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NCJ Number: 171396 Find in a Library
Title: Growth, Change, and Stability in the U.S. Prison Population, 1980-1995
Journal: Corrections Management Quarterly  Volume:1  Issue:2  Dated:(Spring 1997)  Pages:1-14
Author(s): A J Beck
Date Published: 1997
Page Count: 14
Type: Issue Overview
Format: Article
Language: English
Country: United States of America
Annotation: This article tracks the dramatic growth in State and Federal prison populations and changes in their composition since 1980.
Abstract: Despite the tripling of the inmate population and dramatic demographic changes, the criminal records and drug use histories of inmates have remained unchanged. The article identifies factors behind this growth and compares trends since 1990 with changes recorded during the 1980s. Increasing percentages of inmates are African American or Hispanic; Hispanics represent the fastest growing minority group being imprisoned. Between 1990 and 1994 the number of inmates over age 65 in Federal prison increased by 51 percent, accounting for only 1 percent of the total increase in the Federal prison population. Twenty-two percent of State prisoners are serving time for drug offenses, compared with 6 percent prior to 1990. The article also presents statistics and discussion regarding: offenders' criminal histories; reported drug use; arrests; probabilities of incarceration; length of sentences; and speculations on the future. Notes, tables, references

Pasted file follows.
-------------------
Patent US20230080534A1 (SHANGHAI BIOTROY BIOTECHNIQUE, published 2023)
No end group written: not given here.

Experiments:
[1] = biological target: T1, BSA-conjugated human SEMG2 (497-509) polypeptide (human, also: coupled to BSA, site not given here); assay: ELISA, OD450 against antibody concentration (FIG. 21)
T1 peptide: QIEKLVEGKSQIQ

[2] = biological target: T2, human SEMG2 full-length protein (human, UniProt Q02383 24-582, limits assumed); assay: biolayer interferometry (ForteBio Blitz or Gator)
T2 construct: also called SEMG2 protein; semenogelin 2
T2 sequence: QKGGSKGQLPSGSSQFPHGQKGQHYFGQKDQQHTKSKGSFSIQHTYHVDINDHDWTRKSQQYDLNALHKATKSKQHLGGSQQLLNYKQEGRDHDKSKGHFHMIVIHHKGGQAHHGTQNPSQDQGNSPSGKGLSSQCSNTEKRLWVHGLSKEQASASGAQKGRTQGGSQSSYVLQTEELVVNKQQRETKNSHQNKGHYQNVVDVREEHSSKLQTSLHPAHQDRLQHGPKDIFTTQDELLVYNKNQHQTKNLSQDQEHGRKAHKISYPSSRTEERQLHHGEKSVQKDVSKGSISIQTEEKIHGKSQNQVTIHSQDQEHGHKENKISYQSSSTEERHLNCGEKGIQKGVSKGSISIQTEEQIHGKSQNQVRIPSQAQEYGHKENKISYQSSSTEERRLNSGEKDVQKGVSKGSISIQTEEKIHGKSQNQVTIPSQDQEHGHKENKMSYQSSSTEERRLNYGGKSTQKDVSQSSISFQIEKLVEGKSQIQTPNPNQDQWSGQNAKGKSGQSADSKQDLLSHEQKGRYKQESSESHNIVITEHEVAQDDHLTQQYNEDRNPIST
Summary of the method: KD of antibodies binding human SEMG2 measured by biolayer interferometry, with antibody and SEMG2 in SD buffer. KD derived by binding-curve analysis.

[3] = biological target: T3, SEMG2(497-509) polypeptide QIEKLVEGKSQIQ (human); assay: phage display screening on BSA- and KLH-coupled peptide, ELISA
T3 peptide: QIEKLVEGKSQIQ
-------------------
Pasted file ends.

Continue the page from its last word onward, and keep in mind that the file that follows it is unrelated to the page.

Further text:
Main Term(s): Corrections
Index Term(s): Black/African Americans; Criminal histories; Federal prisoners; Future trends; Hispanic Americans; Incarceration; Inmate statistics; Prison population prediction; Sentencing statistics; State correctional facilities; Statistics
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